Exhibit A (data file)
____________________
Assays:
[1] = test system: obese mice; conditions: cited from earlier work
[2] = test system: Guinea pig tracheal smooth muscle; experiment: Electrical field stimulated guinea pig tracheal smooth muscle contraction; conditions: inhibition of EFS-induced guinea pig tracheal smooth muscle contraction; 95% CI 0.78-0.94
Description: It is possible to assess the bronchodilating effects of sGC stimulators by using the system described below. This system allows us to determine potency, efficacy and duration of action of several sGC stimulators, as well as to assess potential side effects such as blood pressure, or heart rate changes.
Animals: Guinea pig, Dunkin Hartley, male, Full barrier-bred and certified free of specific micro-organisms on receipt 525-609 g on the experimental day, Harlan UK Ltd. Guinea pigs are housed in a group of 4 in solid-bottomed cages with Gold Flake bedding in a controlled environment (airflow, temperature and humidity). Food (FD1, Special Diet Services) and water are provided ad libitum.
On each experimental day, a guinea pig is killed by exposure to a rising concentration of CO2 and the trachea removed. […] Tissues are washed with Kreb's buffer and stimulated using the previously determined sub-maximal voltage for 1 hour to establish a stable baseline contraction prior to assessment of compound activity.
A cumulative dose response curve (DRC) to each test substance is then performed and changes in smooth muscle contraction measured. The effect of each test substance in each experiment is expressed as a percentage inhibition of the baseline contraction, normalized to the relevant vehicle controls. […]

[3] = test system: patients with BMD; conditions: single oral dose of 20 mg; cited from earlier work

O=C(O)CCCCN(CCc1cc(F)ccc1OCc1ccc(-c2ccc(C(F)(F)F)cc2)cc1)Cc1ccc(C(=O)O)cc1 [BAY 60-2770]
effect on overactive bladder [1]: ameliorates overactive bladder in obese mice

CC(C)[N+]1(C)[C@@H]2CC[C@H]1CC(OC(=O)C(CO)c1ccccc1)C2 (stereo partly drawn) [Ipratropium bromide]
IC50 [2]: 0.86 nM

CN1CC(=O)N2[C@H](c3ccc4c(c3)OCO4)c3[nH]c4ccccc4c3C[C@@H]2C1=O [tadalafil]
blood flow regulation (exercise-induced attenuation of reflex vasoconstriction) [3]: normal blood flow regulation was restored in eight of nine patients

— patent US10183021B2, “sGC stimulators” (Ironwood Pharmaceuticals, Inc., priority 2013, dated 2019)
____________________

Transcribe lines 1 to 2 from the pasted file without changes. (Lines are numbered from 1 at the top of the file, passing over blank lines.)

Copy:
Assays:
[1] = test system: obese mice; conditions: cited from earlier work